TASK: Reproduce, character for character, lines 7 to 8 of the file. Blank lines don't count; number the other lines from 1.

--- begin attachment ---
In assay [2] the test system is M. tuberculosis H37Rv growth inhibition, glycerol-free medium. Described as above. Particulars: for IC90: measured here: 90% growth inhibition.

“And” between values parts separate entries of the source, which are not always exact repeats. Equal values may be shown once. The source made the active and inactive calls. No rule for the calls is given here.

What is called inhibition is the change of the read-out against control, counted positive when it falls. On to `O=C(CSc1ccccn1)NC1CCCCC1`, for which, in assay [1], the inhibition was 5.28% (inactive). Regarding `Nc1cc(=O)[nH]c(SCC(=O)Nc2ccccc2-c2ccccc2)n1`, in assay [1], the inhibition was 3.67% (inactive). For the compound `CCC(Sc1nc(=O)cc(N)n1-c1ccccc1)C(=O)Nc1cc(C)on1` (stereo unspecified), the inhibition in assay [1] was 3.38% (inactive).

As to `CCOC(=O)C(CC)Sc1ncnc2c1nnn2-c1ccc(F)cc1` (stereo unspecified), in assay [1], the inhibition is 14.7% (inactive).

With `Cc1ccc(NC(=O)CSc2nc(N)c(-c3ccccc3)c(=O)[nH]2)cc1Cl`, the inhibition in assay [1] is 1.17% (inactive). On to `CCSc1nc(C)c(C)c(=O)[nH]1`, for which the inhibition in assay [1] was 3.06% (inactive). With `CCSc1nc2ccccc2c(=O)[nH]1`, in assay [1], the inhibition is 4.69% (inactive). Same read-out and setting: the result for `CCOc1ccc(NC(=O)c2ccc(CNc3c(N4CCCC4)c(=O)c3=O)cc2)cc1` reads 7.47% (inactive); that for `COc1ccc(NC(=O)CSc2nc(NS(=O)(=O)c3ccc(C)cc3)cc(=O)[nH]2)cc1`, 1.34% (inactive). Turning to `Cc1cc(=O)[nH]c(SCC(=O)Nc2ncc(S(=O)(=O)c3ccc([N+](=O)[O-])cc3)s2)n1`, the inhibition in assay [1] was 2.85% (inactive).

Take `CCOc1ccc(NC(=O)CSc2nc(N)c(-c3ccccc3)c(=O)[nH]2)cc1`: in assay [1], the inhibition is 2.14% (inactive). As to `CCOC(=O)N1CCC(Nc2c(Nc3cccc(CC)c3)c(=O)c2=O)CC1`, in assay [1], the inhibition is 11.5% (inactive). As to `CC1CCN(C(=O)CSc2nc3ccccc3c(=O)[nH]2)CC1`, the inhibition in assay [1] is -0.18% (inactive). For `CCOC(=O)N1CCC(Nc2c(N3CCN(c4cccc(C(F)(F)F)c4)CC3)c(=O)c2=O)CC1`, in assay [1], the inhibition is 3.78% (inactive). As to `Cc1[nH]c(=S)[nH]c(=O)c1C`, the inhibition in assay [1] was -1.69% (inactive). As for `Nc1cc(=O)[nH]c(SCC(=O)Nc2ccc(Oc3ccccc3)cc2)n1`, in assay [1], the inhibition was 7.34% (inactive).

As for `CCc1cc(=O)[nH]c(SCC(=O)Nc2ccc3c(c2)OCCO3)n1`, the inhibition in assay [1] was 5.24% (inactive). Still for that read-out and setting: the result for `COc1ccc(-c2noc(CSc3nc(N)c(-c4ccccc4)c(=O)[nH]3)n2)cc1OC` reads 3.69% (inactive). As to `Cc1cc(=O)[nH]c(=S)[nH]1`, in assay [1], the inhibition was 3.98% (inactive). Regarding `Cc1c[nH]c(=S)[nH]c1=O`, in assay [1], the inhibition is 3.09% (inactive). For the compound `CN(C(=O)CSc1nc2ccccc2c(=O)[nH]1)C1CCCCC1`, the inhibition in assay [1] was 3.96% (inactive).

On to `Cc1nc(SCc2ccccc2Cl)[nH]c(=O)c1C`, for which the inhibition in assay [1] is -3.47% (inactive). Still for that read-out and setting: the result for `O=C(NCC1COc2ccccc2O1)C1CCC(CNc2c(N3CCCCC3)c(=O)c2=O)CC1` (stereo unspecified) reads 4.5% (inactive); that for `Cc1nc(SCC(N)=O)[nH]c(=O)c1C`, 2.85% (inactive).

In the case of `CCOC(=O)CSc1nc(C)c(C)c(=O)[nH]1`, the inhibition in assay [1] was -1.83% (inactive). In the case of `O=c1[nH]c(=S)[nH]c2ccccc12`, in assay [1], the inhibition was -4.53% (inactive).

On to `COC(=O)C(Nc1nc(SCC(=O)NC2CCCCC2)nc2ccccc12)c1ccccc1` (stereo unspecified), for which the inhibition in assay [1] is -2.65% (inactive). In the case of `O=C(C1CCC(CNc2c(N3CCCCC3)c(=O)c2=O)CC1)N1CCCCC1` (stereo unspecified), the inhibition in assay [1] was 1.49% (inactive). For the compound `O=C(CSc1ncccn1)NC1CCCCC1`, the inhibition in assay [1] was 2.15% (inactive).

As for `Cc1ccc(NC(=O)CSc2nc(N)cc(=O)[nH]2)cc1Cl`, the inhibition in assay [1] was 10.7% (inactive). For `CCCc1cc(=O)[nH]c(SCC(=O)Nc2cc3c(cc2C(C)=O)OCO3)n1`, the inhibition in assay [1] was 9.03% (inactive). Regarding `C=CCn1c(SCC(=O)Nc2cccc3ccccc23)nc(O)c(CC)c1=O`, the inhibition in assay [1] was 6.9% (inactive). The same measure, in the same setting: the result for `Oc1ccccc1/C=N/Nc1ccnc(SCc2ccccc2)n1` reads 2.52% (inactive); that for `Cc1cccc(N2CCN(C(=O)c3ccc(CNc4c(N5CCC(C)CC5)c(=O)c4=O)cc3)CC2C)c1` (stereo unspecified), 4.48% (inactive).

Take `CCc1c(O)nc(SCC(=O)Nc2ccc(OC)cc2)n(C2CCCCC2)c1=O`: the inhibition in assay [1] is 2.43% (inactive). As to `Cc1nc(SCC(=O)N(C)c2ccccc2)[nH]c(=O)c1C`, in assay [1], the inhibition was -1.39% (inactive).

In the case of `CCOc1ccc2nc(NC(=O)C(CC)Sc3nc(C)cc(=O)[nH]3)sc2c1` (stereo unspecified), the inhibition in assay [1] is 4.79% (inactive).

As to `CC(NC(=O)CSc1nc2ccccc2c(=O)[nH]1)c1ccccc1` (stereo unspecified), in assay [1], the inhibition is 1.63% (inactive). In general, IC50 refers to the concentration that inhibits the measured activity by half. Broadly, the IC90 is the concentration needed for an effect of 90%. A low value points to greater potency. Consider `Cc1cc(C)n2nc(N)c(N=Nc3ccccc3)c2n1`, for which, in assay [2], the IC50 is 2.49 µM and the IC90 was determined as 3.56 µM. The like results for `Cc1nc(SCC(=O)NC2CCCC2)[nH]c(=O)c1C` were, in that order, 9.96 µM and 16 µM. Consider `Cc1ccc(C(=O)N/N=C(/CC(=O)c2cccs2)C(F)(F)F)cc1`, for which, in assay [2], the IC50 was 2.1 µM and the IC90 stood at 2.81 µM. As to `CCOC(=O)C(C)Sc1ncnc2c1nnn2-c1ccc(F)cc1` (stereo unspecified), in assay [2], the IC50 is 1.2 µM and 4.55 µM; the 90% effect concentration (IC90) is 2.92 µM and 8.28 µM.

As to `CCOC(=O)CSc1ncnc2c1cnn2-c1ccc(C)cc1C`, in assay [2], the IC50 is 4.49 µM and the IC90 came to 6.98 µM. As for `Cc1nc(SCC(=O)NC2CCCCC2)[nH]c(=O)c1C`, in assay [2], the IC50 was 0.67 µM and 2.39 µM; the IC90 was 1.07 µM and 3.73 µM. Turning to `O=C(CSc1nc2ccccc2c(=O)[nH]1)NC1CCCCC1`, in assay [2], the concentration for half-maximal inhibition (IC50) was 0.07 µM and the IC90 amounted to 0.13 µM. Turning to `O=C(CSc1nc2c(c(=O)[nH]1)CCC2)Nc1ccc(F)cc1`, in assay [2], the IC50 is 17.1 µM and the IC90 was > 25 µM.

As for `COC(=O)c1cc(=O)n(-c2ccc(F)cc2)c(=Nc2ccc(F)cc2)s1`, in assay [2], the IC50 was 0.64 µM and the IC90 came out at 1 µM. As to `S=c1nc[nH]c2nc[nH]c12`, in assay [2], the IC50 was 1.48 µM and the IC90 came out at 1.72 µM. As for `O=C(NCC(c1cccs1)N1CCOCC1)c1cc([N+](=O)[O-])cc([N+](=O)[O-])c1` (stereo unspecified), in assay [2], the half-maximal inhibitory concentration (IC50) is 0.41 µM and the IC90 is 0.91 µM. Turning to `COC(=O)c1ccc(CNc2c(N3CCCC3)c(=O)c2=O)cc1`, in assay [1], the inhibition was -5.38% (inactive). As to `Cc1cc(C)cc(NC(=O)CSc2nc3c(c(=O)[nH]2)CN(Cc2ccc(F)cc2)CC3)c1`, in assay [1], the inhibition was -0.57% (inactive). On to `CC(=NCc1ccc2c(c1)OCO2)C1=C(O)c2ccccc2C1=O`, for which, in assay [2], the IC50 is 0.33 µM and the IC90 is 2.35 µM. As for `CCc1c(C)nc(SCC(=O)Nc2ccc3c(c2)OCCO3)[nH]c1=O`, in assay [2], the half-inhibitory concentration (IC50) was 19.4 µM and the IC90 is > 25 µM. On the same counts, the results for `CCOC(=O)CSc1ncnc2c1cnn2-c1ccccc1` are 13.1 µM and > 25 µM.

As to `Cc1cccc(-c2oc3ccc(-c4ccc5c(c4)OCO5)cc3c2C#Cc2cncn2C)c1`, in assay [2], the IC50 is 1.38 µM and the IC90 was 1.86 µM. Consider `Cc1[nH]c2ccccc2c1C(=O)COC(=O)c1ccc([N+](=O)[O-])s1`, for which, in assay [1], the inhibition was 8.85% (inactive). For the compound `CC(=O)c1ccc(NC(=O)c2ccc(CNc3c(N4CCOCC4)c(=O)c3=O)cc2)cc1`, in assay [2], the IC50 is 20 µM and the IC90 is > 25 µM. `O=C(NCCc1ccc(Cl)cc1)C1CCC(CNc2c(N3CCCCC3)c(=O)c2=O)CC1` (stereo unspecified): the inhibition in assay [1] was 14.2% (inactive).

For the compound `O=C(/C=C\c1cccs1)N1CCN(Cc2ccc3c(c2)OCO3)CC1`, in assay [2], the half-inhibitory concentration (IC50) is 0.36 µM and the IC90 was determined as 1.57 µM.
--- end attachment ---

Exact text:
As for `CCc1cc(=O)[nH]c(SCC(=O)Nc2ccc3c(c2)OCCO3)n1`, the inhibition in assay [1] was 5.24% (inactive). Still for that read-out and setting: the result for `COc1ccc(-c2noc(CSc3nc(N)c(-c4ccccc4)c(=O)[nH]3)n2)cc1OC` reads 3.69% (inactive). As to `Cc1cc(=O)[nH]c(=S)[nH]1`, in assay [1], the inhibition was 3.98% (inactive). Regarding `Cc1c[nH]c(=S)[nH]c1=O`, in assay [1], the inhibition is 3.09% (inactive). For the compound `CN(C(=O)CSc1nc2ccccc2c(=O)[nH]1)C1CCCCC1`, the inhibition in assay [1] was 3.96% (inactive).

On to `Cc1nc(SCc2ccccc2Cl)[nH]c(=O)c1C`, for which the inhibition in assay [1] is -3.47% (inactive). Still for that read-out and setting: the result for `O=C(NCC1COc2ccccc2O1)C1CCC(CNc2c(N3CCCCC3)c(=O)c2=O)CC1` (stereo unspecified) reads 4.5% (inactive); that for `Cc1nc(SCC(N)=O)[nH]c(=O)c1C`, 2.85% (inactive).